Just over a year ago, Shimmer turned pro. Why? Because the new owners of Weird Tales made a series of missteps, and we felt that the best way to respond was to become even better ourselves. We believed that Shimmer had always been excellent; and now it was time to raise the bar for ourselves. With the generous support of Mary Robinette Kowal, we were able to do that, and now provide a strong professional home for the kind of intelligent, innovative speculative fiction that we loved at Weird Tales.
Amazing things happened after that. The speculative fiction community was incredibly supportive. Our sales soared, as did submissions.
And a guy named Patrick Rothfuss offered to contribute some more money. We knew exactly what we wanted to do with the money: hire Ann VanderMeer to guest edit our 18th issue. What better way for us to honor Ann for her excellent work?
Check out the table of contents:
In the Broken City, by Ben Peek
Atomic Age by Rachel Marsten
Psychopomp, by Ramsey Shehadeh
The Story of Anna Walden, by Christine Schirr
Anuta Fragment’s Private Eyes, by Ben Godby
Unclaimed, by Annalee Newitz
Fragments from the Notes of a Dead Mycologist, by Jeff VanderMeer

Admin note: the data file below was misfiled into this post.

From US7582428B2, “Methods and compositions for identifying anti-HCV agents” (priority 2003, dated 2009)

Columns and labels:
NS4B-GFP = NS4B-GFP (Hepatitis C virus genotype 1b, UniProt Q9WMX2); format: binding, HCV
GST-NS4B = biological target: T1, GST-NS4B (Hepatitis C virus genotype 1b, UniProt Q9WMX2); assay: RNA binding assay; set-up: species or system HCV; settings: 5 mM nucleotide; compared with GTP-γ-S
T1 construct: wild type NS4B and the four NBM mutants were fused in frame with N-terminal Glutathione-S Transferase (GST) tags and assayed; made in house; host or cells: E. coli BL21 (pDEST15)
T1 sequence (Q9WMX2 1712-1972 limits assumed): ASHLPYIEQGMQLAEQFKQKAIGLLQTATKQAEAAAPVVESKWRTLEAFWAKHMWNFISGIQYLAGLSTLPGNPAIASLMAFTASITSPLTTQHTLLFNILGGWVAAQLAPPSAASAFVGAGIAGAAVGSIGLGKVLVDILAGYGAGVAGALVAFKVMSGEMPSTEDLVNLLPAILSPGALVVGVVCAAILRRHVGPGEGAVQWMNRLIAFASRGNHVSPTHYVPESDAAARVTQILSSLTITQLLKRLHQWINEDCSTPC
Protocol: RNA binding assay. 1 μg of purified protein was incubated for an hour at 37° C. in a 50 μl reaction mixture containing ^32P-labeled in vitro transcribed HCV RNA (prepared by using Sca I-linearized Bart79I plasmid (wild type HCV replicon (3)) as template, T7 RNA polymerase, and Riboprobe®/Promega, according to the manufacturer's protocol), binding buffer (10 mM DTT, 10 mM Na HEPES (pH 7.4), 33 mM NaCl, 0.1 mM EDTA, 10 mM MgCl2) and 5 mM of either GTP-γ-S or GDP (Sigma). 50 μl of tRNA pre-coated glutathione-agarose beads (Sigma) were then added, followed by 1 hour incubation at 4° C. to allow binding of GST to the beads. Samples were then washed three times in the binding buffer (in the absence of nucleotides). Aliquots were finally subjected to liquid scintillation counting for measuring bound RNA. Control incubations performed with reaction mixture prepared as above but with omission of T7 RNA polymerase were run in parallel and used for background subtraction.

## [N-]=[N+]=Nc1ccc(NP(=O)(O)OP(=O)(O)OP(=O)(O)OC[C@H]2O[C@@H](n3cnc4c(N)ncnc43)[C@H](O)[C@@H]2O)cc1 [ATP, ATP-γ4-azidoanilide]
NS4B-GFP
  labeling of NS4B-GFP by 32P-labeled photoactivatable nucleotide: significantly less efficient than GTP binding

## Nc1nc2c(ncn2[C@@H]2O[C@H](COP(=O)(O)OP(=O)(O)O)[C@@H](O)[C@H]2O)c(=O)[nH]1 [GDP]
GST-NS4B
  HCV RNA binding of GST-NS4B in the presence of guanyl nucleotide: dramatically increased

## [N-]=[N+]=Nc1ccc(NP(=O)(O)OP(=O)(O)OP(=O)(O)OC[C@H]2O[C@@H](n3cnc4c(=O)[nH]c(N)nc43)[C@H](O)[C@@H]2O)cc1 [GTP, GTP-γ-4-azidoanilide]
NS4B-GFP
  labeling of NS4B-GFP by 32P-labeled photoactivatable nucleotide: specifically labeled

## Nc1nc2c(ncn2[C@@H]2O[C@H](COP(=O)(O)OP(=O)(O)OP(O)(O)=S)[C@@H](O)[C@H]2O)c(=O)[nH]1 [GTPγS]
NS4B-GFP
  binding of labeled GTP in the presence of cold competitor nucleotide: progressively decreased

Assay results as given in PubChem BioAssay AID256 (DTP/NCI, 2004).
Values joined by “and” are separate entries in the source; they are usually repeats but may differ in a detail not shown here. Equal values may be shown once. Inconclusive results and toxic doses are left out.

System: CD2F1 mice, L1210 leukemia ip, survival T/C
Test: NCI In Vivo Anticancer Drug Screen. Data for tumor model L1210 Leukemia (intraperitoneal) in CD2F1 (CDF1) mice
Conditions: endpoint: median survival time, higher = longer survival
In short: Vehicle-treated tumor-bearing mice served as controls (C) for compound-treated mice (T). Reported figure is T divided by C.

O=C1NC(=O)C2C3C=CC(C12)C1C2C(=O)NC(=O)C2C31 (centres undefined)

The Street of the Green Elephant, by Dustin Monk
This issue will be available in early 2014.
For those of you who keep track of these things, 'In the Broken City' is a new Red Sun story. For those of you who don't, it is a story about doctors, a man who doesn't like his leg, the woman he meets, and the man with wooden hands he meets after, all of it beneath the red sun. Around the time that Shimmer is published, Dead Americans will follow with the previous Red Sun stories, and maybe, who knows, there'll be another (I have one I wrote at the start of the year I've been sitting on, trying to decide what I think about it). Either way, for those of you who dig the stories will have a nice little set of them early next year.
In the meantime, it is back to work on Innocence, after a week in which I went back and tweaked characterisation, dialogue, and narrative to properly fit into the events taking place. I have a new appreciation for the time it takes authors to write two hundred and fifty, three hundred thousand word novels. Those huge things must take forever to bring into line.